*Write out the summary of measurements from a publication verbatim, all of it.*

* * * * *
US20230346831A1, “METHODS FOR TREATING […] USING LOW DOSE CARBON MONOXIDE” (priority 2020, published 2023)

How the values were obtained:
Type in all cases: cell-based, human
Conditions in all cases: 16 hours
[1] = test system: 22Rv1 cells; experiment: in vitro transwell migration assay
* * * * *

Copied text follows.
US20230346831A1, “METHODS FOR TREATING […] USING LOW DOSE CARBON MONOXIDE” (priority 2020, published 2023)

How the values were obtained:
Type in all cases: cell-based, human
Conditions in all cases: 16 hours
[1] = test system: 22Rv1 cells; experiment: in vitro transwell migration assay